A mid-size oil and gas firm in Nigeria did something it has not done for years – it refused to publish an end-of-year list of staff that will get fired for not meeting up during the year. No one will be let go this year, its CEO proclaimed.
Reports from several global firms around the world suggest corporate downsizing is at full speed as businesses cut back on employee expenses to stay afloat. Since the first wave of Covid-19 in 2020 central bank-induced increase in the money supply globally created a wave of demand that spurred growth for most industries.
However, with the inflation rate heating the global economy central banks have shifted course towards monetary policy tightening raising interest rates and forcing businesses to review their operating expense, focusing more on sustaining growth via cost containment.
The situation is somewhat different in Nigeria. Rather than focus on cost-cutting via corporate downsizing, some of Nigeria’s largest companies are cutting costs via other means. There are no jobs to cut as most employees have left the country for a better life in western countries offering immigration opportunities. In Nigeria, reverse downsizing has happened.
Instead of drawing up a list of employees to downsize, companies are now actively looking for new ways to retain what they have, including their best and worst hands. The great resignation has hit some of Nigeria’s largest companies so hard HR executives are seeking creative ways to stem the exits.
Nairametrics expects this trend to continue right into 2023 when the new admission sessions begin for most western countries. More Nigerians will likely leave this year for overseas taking on the opportunity provided by the countries. Spain, the UK, Ireland, France, Canada, and even Qatar are all offering different immigration opportunities for skilled workers. This will be a major threat for companies in Nigeria looking to retain their talent pools.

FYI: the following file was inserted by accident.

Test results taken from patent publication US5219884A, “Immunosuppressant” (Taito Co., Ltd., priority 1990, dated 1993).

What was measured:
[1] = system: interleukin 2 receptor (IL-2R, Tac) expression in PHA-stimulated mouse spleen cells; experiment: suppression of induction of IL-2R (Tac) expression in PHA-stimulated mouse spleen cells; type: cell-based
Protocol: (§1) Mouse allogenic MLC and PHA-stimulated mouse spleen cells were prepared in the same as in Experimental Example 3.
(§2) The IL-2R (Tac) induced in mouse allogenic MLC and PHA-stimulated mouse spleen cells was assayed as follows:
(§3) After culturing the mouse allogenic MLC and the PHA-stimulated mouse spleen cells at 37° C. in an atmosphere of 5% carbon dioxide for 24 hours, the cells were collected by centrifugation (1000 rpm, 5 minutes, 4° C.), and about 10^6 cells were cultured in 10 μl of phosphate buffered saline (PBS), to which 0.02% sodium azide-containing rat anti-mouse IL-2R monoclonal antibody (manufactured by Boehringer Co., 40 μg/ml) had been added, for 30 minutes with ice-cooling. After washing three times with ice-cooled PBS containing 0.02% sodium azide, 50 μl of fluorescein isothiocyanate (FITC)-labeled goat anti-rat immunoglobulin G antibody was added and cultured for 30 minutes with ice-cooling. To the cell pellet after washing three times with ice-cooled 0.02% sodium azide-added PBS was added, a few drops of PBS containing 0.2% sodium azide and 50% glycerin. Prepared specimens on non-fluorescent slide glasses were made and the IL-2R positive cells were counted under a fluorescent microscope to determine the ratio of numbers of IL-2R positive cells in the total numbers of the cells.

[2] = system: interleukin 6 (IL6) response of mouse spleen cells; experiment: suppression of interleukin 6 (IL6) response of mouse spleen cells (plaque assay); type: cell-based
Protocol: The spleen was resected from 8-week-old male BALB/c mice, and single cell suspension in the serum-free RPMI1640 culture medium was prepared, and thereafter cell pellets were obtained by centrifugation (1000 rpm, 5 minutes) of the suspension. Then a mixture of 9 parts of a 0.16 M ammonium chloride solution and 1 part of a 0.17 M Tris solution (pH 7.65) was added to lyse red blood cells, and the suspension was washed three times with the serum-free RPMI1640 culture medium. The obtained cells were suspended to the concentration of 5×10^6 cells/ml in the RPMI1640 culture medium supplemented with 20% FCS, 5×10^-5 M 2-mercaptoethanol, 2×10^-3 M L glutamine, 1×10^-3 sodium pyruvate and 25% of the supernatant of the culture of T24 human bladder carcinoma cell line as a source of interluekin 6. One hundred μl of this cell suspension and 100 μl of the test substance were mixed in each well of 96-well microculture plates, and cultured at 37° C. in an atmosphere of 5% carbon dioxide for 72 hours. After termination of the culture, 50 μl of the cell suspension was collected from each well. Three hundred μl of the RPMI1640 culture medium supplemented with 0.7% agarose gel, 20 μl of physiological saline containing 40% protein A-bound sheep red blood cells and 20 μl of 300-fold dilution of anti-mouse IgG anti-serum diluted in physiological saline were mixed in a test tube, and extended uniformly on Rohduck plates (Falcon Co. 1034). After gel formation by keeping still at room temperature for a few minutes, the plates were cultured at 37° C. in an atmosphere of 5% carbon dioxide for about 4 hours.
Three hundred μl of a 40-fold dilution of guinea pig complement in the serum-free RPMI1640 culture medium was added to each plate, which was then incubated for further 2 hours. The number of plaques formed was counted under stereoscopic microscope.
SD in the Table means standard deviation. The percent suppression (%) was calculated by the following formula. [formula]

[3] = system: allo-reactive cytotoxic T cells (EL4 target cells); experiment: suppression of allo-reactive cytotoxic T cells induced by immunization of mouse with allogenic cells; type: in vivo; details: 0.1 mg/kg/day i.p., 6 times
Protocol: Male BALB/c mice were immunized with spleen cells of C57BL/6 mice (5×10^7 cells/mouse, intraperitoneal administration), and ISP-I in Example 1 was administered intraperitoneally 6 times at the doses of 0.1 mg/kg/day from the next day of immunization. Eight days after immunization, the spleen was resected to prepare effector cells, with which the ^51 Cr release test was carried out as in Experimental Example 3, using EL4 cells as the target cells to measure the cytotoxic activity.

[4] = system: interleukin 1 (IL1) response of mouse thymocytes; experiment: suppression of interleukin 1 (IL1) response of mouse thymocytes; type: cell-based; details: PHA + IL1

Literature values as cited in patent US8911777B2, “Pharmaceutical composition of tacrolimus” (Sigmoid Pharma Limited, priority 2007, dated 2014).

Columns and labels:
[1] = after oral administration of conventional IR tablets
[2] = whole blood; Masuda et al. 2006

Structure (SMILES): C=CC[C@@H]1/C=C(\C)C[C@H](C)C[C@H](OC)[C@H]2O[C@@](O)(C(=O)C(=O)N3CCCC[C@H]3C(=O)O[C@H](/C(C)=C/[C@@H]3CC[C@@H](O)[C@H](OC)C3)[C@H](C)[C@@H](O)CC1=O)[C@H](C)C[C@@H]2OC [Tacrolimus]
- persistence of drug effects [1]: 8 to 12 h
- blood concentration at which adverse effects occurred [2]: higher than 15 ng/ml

At a closed-door session mid-last year, human resource executives of some of Nigeria’s largest banks and multinationals brainstormed on how to mitigate the impact of the job losses on their businesses. Some of the multinationals claimed they now offer their staff an opportunity to register in their global office in the country they have emigrated to while still working for them in Nigeria but remotely. This way, the talent is still retained only that they lose the physical presence of retaining the employees.
Others, now accept employees need to hold on to part-time jobs and side hustles relaxing decade-old policies threatening to fire employees who keep multiple jobs. Training sessions and seminars are held for staff looking to learn vocational skills that can help them earn incremental income. Some offer tech hackathons offering to back promising innovative ideas that show opportunities to scale.
Some have also introduced differential compensation for highly skilled employees, especially in areas such as software development. Apart from paying them significantly higher salaries, they also fast-track their promotion to higher roles.
Others are revamping their training schools introducing faculties that churn out graduates trainees faster and more efficiently. There is also intense competition for talents who have seized the opportunity created by a talent vacuum to either fast-track their promotions locally or get jobs in other competing firms at a higher grade level and increased salary.
While large corporations will avoid massive downsizing in the first half of this year, smaller tech-based firms have no choice but to cut jobs. Most announced job cuts already towards the end of 2022 citing tough economic environments, weakening demand and pressure from their investors to turn in profits.
Even this might be a foolhardy approach in an increasingly competitive world for limited talents. The challenges faced globally are also due to central bank policies, which ironically triggered the post-Covid-19 boom. Rather than embark on widespread job cuts, startups should consider pay cuts or deferred compensations. Whilst this is not a silver bullet, it could reduce the risk associated with rehiring talents when things revert to normal.
The great resignation is teaching us that globalization is not just about conquering new markets for products and services. It has now gravitated towards talents, youth and a skilled workforce. If the last four decades have been about natural resource exports, Africa with its young population will have to contend with human resource exports. Unfortunately for governments, it has no control over this value chain.
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